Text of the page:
25/04/2018

Member of the Month: Christian Aid


This month we are putting Christian Aid in the spotlight. They have recently certified against the Core Humanitarian Standard on Quality and Accountability (CHS) for the second consecutive time. Together with Gana Unnayan Kendra (GUK), their partner in Bangladesh, they have also released a particularly telling report in which they assess the degree to which the humanitarian sector is accountable to Rohingya refugees.

We are bringing to you a video message by Christian Aid's International Director Paul Valentin, in which he celebrates his organisation's alignment with the CHS. Against the background of the Rohingya refugee crisis, in which Christian Aid is actively involved, we have also produced an overview of their recent Accountability Assessment Report, with a set of key findings and recommendations. Lastly, we have talked to Lucky, from GUK, and Naosheen, from Christian Aid, who are both working closely together to support Rohingya refugees in their daily lives in Cox Bazar. 

We would like to thank Christian Aid's Catherine Skehan for her precious help in coordinating this 'Member of the Month' issue with her colleagues in Bangladesh. 


“This is the first time anyone has listened to us” - A short overview of accountability meaures in the Rohingy response in Bangladesh

In February Christian Aid released a report providing data and analysis about the implementation of accountability systems for the Rohingya camps in the Cox Bazar area, Bangladesh. They assessed to what degree the Core Humanitarian Standard on Quality and Accountability is applied, in particular commitments 4 and 5.

The authors feature two telling anecdotes to illustrate some of the current reality. Firstly, when being interviewed by researchers, it happened several times that people cried and thanked them for listening to them. “This is the first time anyone has listened to us,” was a common response from Rohingya interviewees. Secondly, while we know that only 27% of Rohingya are literate and 85% have Rohingya as their first language, humanitarians are still rolling out not just text-based, but English language accountability mechanisms, directly imported from very different contexts and cultures.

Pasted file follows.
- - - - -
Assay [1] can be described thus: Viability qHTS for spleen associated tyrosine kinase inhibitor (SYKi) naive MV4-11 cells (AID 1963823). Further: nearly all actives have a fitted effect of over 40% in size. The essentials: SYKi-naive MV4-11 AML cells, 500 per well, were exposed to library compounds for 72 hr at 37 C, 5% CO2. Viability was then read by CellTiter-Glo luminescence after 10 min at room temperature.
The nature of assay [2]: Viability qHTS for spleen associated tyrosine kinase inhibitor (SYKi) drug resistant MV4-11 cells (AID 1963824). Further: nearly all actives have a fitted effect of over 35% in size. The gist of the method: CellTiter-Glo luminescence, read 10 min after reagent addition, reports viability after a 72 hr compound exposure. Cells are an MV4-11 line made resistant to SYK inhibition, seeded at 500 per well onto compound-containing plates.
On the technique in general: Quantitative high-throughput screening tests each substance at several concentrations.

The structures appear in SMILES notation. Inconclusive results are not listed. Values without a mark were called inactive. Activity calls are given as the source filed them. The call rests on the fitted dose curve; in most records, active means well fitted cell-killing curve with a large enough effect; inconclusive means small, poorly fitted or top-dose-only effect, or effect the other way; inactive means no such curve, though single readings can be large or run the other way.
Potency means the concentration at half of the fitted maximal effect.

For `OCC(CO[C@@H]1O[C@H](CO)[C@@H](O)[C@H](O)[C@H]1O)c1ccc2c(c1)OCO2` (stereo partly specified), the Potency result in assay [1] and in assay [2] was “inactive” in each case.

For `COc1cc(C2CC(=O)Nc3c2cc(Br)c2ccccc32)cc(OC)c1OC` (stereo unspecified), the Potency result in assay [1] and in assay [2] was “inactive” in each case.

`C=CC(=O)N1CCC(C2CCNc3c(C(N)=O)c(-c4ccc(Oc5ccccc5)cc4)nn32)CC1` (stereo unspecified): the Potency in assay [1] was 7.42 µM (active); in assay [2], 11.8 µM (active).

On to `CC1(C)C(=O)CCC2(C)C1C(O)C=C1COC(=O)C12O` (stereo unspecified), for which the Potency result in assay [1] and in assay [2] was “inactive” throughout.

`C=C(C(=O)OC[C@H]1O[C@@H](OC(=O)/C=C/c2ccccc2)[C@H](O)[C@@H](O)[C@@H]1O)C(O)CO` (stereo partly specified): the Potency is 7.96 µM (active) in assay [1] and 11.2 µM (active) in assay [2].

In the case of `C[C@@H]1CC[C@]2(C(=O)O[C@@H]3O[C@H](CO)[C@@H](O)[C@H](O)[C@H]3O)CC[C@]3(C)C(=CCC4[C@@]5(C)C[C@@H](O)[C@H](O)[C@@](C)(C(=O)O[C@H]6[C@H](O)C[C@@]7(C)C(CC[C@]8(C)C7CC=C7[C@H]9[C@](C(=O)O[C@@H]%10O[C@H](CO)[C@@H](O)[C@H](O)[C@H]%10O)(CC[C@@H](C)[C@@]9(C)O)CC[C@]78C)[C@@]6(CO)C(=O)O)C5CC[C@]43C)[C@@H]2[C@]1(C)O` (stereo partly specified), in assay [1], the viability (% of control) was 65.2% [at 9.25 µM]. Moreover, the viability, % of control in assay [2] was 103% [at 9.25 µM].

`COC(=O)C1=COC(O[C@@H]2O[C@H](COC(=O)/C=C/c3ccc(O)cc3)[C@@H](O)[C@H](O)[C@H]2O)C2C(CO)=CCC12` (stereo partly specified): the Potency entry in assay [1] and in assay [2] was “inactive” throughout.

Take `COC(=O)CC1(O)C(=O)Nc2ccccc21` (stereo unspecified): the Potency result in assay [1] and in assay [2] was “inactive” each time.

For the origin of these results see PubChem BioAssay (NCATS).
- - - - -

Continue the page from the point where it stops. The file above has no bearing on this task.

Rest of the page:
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Putting survivors in the driver seat

In this video message, Paul Valentin, International Director of Christian Aid, celebrates this achievement. He calls upon every staff member to apply the CHS in order to enhance their collective accountability towards affected people and communities and, ultimately, have humanitarian responses led by survivors.

The findings that were made when assessing the accountability of the Rohingya response in Bangladesh, for instance, show that simple measures can help put survivors in the driver seat.


Naosheen Nafroz: "Community participation takes place at every level"

Naosheen Nafroz is in charge of Christian Aid's integrated emergency humanitarian response to the Rohingya population in Cox Bazar. She is also the accountability coordinator. We had a chat with her against the background of the recent publication of Christian Aid's Accountability Assessment of the Rohingya Response in Bangladesh.

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Anjum Nahed Chowdhury: "Affected communities need to know that they have rights, and that no one should be able to abuse them"

Although Anjum Nahed Chowdhury's ambition was to work in a bank, she is now the Director of Gana Unnayan Kendra (GUK). As Christian Aid is our 'member of the month', she tells us about her organisation's work to support Rohingya refugees in Cox Bazaar. Established in 1985, GUK works in 12 districts in Bangladesh and focuses on four cross-cutting issues: disaster-relief, children, disability and gender.

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We would like to thank Christian Aid's and GUK's teams, in particular Christian Aid's Catherine Skehan, for their support in compiling this 'Member of the Month' feature. 

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